Example. 'We' might be invited to a wedding, she would typically go and I generally don't (other than to drop her of if she requires). Now, it's actually more difficult (or it can be if you let it) to say 'No (thanks)' than to just go, because so many people don't understand what an 'invite' is. They seem to think it's some sort of warrant or order, that if invited you must go (for some strange reason)?
Now this must work both ways of course. If I ask someone if they would like to come with me to some show (engineering, car, motorbike, boat, archery etc) and they say 'no thanks' then that's it. I don't pressure them into going if that is their decision.
So, whilst I don't fall for all this social pressure bs, that doesn't make me a miserable person (I'm the opposite in fact) or 'antisocial'. I just often exercise my freedom to choose what I do because I can and that makes me ever happier (as it would).
Luckily (and possibly partly why she is) my Wife is perfectly happy with this deal. We are adults, have discussed it and in general it's only those who are so indoctrinated re what they things they (and therefore 'other people') 'must do' that make it difficult for her.
Wedding, funeral, Xmyth, Halloween, Fireworks night, party member: 'Hi, where's Tim? Mrs: Hi, he's not coming. Wpm: Oh, is he not feeling well or something? Mrs: No, he just doesn't really like <this event>? Wpm: But didn't I just see him in the car? Mrs: Yes, but he just dropped me off because I asked him to and he's going back home to do some stuff in the workshop before picking me up later. Wpm: Oh ... erm ... but he makes us laugh ...
Now, ITRW, I *know* that many of the other people there (often the guys of the couples) don't actually want to be there either but they have been threatened by their partners that they will go and they will enjoy it.
I wouldn't want anyone at any event in my name that didn't want to be there (for whatever reason). Why would anyone want anyone to go though that?
So, where do you (personally) draw the line? Do you go to everything you are invited to? Do you also celibate Diwali, Hanukkah or Ramadan and if not, why not?
And this isn't aimed at just you of course, it's anyone who thinks they have the right to persecute (name call) anyone for not being exactly the same as them. ;-)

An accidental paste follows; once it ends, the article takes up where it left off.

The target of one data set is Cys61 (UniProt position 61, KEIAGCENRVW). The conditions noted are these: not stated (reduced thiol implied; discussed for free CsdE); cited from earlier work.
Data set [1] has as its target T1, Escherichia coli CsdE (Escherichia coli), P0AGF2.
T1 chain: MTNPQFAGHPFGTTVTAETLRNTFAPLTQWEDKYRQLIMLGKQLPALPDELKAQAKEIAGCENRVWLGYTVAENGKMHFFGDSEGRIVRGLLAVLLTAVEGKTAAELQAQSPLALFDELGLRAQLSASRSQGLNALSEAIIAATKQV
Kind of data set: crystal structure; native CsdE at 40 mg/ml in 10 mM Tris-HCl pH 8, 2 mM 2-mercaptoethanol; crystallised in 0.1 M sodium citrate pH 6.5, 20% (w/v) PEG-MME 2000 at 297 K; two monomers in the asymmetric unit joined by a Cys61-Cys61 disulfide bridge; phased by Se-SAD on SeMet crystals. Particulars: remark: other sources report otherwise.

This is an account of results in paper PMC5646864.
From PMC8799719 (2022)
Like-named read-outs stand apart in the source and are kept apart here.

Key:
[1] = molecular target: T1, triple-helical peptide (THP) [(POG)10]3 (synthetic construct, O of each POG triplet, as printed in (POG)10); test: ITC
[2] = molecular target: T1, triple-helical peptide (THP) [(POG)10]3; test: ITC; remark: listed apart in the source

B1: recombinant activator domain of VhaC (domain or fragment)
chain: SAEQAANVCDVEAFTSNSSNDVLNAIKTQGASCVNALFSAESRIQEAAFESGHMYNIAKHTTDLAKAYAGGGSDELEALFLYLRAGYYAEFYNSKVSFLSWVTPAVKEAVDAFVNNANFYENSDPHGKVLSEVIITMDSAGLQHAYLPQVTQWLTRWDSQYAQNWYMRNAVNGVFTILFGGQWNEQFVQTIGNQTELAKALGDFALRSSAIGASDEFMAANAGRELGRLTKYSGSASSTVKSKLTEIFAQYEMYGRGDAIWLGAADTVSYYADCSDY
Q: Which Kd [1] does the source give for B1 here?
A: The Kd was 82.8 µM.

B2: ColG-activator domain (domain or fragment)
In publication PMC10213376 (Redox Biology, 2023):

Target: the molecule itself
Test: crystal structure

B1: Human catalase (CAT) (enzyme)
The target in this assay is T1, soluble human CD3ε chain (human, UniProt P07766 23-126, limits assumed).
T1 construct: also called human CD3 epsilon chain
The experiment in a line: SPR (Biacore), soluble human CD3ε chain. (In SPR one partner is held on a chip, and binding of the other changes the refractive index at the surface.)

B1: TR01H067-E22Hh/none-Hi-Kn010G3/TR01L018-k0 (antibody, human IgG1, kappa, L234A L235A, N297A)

'What, you don't do <event>, you miserable so_and_so ...'
Cheers, T i m
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On Wednesday, November 11, 2015 at 11:20:54 AM UTC, T i m wrote:

Social mores ...
If you are miserable and no fun, they will be glad you are not there.
However, if you are fun and make them laugh (I assume not in derision), then you are regarded as selfish for not going there to entertain them !
Simon.
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On Wed, 11 Nov 2015 03:45:05 -0800 (PST), sm_jamieson

Seems so ...

True. Except some don't realise you may only be miserable and no fun *because* you are there! That is something I have asked some on occasion. Do you really want me (or anyone) there if they are there against their will and are like a bear with a sore a$$? Some are selfish enough to say yes!

Hehe

I think you have hit the nail on the head Simon.
A trick I used to use (for their benefit) was to say I was going to the (say) company BBQ and then just not turn up. What do they say .. 'It's easier to get forgiveness than permission ...'
And it really isn't always that easy (struggling with the dilemma with their disappointment versus my unhappiness). My niece was in tears over the phone when she couldn't persuade me to go to her wedding (it wasn't just her, I generally don't go to any of them and nearly didn't go to my own). ;-)
What I couldn't get to was the bottom of was exactly *why* she wanted me there (given my feelings about the whole charade). I think it was to simply complete her 'fantasy image' ... I would be missing from the 'family photos' (forever) etc. I did offer to supply her with a life size cardboard cut out of me (heaven forbid) to stand in place for the photos but apparently that wasn't enough. So, I took a car full there, walked some of the dogs for them and went home to carry on doing the things I enjoy doing (and that was basically doing anything than being at that sort of thing).
Maybe because I ran a disco for enough years where I provided the music for such events means I have done my share? ;-)
Now and in most cases I simply 'can't be bothered' with the whole thing. The getting ready, the getting there (I generally do most of the driving), the 'people', the noise (I suffer with tinnitus), the food (not what I want, when I want it or how I like it) and because I'm generally driving I can't numb the pain / boredom with alcohol. ;-(